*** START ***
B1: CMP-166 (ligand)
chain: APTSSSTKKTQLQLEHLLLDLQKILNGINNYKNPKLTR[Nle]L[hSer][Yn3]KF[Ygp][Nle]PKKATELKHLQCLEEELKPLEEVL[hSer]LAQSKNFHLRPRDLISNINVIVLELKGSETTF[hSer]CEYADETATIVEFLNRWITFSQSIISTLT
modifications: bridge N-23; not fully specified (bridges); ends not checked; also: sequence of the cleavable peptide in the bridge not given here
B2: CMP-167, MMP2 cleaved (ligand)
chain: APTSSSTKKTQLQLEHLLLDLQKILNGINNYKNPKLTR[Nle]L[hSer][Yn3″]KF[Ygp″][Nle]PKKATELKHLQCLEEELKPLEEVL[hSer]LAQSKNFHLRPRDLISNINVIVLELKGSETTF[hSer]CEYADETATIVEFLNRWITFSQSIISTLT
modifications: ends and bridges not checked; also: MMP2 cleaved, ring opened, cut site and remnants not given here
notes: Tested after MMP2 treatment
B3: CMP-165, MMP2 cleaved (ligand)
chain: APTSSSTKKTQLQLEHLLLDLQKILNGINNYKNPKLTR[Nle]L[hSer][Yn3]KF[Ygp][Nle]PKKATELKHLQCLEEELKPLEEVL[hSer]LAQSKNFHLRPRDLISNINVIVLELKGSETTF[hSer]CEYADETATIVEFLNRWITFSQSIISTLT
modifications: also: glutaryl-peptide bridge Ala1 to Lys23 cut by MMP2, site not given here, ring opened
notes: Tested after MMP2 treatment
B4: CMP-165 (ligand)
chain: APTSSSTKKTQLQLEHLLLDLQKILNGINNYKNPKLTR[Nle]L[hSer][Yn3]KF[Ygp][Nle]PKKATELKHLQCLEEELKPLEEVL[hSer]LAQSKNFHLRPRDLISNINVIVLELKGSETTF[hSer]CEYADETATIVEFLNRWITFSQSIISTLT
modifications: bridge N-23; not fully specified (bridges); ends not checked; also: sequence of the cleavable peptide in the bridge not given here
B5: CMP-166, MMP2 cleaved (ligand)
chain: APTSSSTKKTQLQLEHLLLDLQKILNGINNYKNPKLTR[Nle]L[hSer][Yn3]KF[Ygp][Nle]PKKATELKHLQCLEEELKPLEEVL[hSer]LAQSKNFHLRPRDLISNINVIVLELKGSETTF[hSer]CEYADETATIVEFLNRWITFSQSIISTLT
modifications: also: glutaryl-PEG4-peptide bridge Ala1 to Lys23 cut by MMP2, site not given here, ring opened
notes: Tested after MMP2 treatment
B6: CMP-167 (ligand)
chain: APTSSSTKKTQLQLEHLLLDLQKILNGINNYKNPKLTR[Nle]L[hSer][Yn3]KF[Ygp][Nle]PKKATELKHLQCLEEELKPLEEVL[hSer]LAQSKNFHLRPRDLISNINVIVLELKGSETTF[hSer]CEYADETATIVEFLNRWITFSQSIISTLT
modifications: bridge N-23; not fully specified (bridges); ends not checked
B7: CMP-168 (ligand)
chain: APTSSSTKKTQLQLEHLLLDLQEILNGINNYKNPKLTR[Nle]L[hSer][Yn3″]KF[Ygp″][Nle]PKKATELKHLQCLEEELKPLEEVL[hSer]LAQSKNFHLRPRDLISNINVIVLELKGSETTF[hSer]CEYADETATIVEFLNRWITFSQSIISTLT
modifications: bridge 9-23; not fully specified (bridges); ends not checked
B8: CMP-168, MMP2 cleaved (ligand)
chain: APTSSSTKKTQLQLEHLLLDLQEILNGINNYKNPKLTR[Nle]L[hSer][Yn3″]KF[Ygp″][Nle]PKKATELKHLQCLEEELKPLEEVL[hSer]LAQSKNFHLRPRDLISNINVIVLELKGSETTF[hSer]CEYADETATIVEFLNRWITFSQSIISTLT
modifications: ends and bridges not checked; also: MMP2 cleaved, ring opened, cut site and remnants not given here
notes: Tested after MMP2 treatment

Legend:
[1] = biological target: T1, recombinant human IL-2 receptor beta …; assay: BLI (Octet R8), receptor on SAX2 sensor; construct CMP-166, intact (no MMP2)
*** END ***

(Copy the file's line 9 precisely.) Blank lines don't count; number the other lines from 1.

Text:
chain: APTSSSTKKTQLQLEHLLLDLQKILNGINNYKNPKLTR[Nle]L[hSer][Yn3]KF[Ygp][Nle]PKKATELKHLQCLEEELKPLEEVL[hSer]LAQSKNFHLRPRDLISNINVIVLELKGSETTF[hSer]CEYADETATIVEFLNRWITFSQSIISTLT